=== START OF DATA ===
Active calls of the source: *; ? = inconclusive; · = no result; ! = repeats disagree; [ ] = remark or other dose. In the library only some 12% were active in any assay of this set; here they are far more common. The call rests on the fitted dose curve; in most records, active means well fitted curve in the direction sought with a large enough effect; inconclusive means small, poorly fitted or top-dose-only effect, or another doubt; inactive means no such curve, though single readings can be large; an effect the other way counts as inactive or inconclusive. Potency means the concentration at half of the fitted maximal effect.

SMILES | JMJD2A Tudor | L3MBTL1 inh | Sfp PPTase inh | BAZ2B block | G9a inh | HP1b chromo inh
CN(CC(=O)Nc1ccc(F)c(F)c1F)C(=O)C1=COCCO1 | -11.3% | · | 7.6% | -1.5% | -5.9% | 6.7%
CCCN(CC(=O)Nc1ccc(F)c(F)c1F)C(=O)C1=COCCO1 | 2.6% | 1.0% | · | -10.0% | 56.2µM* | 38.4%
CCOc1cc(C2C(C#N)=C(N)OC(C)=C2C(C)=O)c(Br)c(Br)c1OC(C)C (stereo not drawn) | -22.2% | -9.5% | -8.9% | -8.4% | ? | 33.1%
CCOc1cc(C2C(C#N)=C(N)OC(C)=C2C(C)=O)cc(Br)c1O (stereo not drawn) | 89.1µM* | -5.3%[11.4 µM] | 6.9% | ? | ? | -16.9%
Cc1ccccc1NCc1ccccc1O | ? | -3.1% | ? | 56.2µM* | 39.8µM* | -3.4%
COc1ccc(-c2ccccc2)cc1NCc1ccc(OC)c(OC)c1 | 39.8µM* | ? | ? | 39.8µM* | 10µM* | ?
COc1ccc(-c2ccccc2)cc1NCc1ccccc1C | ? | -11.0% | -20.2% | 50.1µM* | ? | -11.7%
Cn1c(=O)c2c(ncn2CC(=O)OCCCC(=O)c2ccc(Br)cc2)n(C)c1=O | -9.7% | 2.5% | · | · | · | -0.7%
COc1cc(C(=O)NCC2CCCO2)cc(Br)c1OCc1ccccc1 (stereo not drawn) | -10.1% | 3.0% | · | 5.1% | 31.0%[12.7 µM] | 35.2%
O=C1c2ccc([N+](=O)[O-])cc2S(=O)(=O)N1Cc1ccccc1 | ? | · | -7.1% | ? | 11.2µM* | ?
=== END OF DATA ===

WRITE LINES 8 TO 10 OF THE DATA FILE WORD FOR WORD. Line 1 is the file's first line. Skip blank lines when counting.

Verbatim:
COc1ccc(-c2ccccc2)cc1NCc1ccc(OC)c(OC)c1 | 39.8µM* | ? | ? | 39.8µM* | 10µM* | ?
COc1ccc(-c2ccccc2)cc1NCc1ccccc1C | ? | -11.0% | -20.2% | 50.1µM* | ? | -11.7%
Cn1c(=O)c2c(ncn2CC(=O)OCCCC(=O)c2ccc(Br)cc2)n(C)c1=O | -9.7% | 2.5% | · | · | · | -0.7%